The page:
16 June 2020| | 4 min read
City becoming cleaner, greener and more sustainable
Newcastle is well on the way to becoming a cleaner, greener and more sustainable city that wastes less and recycles more, councillors have heard.
A year after launching its new waste strategy Newcastle City Council has taken great strides to reduce the amount of rubbish sent to landfill, make its bin collections more environmentally friendly and encourage residents to put the “right waste in the right place.”
Cllr Nick Kemp, cabinet member for environment and regulatory services, said: “We set out an ambition to transform the way we think about rubbish, inspiring both individuals and organisations to change their behaviour and take responsibility for what they throw away, and to encourage people to be proud of the environment we live in.
“I’m very pleased that has been taken to heart, with our Your City, Your Home campaign seeing hundreds of volunteers coming forward to work with us to keep their communities clean, thousands of people taking part in projects to improve the amount and quality of recycling, and innovative new ways being found to make choosing environmentally positive options even easier.
“As a council we have seen the percentage of waste being sent to landfill fall by more than 10 percent while the amount sent for reuse, recycling or composting increased. They are trends that, despite the current pandemic, will hopefully continue as our actions over the last 12 months have greater effect.
“I’m also proud of the success of our new, dedicated team in helping to improve local waste ‘hot spots’, the introduction of the lower emission refuse collection vehicles and the digital developments that make our services more efficient and easier for the public to use.”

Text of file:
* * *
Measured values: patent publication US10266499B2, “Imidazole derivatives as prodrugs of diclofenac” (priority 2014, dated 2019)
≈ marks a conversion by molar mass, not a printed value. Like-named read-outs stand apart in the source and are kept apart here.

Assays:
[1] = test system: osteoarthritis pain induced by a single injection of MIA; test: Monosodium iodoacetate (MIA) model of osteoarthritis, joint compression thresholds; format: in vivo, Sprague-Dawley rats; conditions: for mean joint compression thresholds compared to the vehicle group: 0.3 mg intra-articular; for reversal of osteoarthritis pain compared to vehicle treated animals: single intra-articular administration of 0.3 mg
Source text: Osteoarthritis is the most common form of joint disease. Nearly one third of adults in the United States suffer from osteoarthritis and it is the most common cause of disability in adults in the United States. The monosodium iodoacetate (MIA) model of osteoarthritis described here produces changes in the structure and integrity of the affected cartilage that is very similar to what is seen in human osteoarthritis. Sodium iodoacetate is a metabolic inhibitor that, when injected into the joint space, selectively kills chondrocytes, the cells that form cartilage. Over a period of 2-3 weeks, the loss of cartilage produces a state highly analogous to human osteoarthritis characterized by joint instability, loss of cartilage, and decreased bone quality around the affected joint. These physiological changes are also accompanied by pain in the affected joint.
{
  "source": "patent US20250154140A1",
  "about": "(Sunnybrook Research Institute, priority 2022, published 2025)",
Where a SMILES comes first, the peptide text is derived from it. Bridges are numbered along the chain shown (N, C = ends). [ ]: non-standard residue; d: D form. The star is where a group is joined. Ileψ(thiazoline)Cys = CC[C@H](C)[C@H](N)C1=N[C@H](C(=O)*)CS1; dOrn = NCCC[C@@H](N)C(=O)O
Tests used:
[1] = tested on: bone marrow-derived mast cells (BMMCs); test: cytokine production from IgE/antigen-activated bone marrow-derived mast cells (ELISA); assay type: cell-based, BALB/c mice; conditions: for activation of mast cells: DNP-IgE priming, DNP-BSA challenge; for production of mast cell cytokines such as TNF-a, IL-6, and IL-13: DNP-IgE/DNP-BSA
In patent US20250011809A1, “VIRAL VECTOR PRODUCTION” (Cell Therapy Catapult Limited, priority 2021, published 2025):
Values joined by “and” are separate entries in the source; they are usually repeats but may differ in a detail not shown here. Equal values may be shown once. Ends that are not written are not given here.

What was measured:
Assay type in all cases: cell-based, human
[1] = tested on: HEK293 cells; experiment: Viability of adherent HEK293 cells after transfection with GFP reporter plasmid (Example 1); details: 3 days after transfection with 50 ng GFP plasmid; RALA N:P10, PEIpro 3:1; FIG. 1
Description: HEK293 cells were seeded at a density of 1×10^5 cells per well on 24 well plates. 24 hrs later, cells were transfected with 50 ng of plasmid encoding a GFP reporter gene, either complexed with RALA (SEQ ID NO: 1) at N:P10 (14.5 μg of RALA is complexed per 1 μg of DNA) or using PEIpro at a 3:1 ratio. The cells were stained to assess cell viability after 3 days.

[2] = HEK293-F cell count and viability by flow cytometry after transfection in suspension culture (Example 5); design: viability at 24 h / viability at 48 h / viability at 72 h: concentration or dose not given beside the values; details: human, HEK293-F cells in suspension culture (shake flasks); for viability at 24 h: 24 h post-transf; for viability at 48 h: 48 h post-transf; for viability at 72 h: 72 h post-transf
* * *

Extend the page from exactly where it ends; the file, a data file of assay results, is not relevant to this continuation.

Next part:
What has been achieved so far
A report to the authority’s Cabinet on June 15 highlighted how a specific focus on modernising and digitising services has seen innovations such as the new WasteBot permits for recycling centres, which reduced a 14 day process to 90 seconds; sensors being installed in all litter bins, which reduced the number of overfilled bins and improved the efficiency of pick-ups; and a greater use of handheld technology to provide frontline staff with the latest work requests.
Buying more fuel efficient bin wagons and a new contract that allows more plastic to be recycled is also helping to saving 30,000 vehicle miles annually, diverting almost 10,000 tonnes of waste – that’s almost one and a half Tyne Bridge’s worth – from landfill, and saving 5,600 tonnes of carbon dioxide from being released into the atmosphere.
What happens next
Moving into the second year of the strategy good progress continues, though the ongoing COVID-19 pandemic has been a challenge.
The council has maintained all its bin collections, highlighted and acted upon issues of flytipping, reopened recycling centres when it was safe to do so and offered discounts on bulky waste pick-ups to continue to encourage residents to dispose their rubbish responsibly.
While some work has been delayed due to coronavirus disruption the authority is taking a number of positive steps, including continuing to try and source a fully electric bin wagon and working with businesses and NE1 on experimental schemes to improve waste collection and recycling in the city centre.
Find out more
For more information about Newcastle’s new approach to waste visit www.newcastle.gov.uk/our-city/new-approach-waste